Escaping the quiet, cosy country home of her grandmother, Eloise Turner (Thomasin McKenzie) finds herself in the glamorous west end of London where she hopes to thrive as a fashion designer. Coveting the glamour of 1960’s London, she is soon disappointed by the stark realities of modern student life. But in her dreams she finds herself transported back to the London she longed for, and inside the body of a beautiful young singer named Sandy (Anya Taylor Joy). But all is not as it seems as the true nature of England’s capital becomes shockingly apparent.
Nostalgia has always been an important aspect of Edgar Wright’s work. The deference shown to classic genre films has fuelled his work without ever feeling indebted to them, as with Tarantino’s work. In Last Night in Soho Wright has made a film about the dangers of golden age thinking. Eloise is ignoring her present and neglecting her future in favour of a literal nostalgia trip that is far more complex and dark than she realises. She feels empowered by her knowledge of a lost age of glamour, which also forms a bond to her mother. The romance of the 1960s is lovingly explored and then shockingly subverted in a sequence where the velvet curtain slides back revealing the sordid underbelly of London.
Wright wanted to make a movie set in West London as he felt it had been neglected as a location in recent British cinema. His vision of Soho and Fitzrovia benefit from his unique style but also feel authentic. Brusque, occasionally sinister but often not unfriendly encounters with Londoners rings true to this critic (who has lived in London his entire life). This is in contrast to the character of Jocasta (Synnøve Karlsen) who has been written as subtly as Regina King. It’s broad but not without comedic merit. Thomasin McKenzie is a perfect Wright-style hero, encompassing the charm of Danny from Hot Fuzz and the wide-eyed naivety of Scott Pilgrim. Anya Taylor Joy is magnetic as the charismatic young singer, but also succeeds in being heart-breaking as her dream turns sour.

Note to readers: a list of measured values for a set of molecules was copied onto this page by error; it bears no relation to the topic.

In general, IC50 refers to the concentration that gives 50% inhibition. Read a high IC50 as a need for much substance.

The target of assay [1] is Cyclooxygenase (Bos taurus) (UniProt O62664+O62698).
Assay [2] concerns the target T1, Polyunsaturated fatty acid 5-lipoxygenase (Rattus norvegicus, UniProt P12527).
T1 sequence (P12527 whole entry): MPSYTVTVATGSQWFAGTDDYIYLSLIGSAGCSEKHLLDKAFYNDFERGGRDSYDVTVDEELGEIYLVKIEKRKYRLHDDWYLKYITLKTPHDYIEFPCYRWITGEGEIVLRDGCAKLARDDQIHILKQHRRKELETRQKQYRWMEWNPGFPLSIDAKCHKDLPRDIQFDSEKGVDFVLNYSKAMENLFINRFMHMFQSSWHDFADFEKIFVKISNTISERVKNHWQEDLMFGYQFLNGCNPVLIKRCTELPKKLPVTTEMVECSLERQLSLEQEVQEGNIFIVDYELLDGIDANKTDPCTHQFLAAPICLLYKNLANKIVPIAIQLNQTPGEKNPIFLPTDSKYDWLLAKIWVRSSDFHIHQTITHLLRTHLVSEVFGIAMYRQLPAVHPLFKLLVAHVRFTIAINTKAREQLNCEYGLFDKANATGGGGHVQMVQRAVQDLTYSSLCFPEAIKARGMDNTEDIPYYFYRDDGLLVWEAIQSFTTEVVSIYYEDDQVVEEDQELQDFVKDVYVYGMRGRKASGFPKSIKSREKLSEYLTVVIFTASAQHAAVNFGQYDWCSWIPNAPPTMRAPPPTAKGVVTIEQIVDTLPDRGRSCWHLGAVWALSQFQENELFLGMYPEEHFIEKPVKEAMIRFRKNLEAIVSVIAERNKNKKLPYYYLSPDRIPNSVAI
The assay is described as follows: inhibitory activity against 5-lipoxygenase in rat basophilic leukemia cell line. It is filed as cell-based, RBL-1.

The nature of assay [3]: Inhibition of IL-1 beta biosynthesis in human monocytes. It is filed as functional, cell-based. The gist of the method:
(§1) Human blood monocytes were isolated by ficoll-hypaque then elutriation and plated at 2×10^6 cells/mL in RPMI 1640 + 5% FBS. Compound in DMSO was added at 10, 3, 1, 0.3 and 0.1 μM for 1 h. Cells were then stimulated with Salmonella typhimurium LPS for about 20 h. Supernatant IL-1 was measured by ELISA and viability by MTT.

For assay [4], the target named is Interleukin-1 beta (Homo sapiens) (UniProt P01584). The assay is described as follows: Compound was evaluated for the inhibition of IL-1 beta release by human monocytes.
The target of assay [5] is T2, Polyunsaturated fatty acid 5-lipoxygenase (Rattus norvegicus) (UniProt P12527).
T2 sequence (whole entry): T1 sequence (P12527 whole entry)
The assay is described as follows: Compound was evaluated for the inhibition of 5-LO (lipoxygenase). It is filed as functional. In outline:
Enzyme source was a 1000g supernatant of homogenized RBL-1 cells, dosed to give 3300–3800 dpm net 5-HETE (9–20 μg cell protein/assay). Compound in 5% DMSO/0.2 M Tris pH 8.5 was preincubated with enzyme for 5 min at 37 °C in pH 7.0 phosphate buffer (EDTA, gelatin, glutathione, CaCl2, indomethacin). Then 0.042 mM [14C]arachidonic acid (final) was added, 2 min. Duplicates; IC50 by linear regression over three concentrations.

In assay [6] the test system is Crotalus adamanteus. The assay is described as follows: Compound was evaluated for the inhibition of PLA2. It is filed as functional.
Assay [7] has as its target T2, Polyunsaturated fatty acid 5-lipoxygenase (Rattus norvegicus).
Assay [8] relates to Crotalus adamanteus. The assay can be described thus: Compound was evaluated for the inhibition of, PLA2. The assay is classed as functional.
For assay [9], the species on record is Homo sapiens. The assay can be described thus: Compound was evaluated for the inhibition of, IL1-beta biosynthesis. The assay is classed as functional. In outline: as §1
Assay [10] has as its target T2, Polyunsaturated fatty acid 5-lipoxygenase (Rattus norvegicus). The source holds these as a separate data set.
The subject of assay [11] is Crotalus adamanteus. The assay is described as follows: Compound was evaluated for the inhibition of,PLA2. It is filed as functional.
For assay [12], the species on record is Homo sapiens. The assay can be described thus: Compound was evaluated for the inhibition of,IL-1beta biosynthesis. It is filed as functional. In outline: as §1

The horror elements of the film are most effective when stemming from the human characters. Matt Smith is a sharp and frightening presence who commands every scene he is in. Once the objects of terror become, admittedly well-designed, CGI monsters who noisily announce themselves on-screen, the tension does take a dip somewhat. However what the ghosts represent is the ever-present unwelcome designs of men on young females. 60s London was a machine that took in young women and produced bodies, and once the films final surprise is revealed it demonstrates that the true horror of London is that it might rob you of yourself.
All of which is achieved and realised with Wright’s signature technical bravura. Clever scene transitions, bold visual storytelling and Giallo inspired moments of gore make this a compellingly visual story. The colour palette is perhaps his most striking, and there are ingenious moments of cinematography that will linger in the mind long after the screening. Perhaps most entertaining are the dream sequences in which Eloise finds herself observing, and sometimes inhabiting, Sandy as she travels through the glamorous nightclubs of the early story. From behind reflective surfaces she observes with fascination, joy and eventually horror. It’s a perfect marriage of special effects, storytelling and performance.
Last Night in Soho sees Edgar Wright turn his hand at Horror, and though the film works more effectively as fantasy, he has delivered another startlingly original vision that is as interesting cinematically as it is engaging emotionally. By balancing his fondness for visual fireworks, memorable music and powerful performance he has delivered a true wonder and a film that surely only he could have made.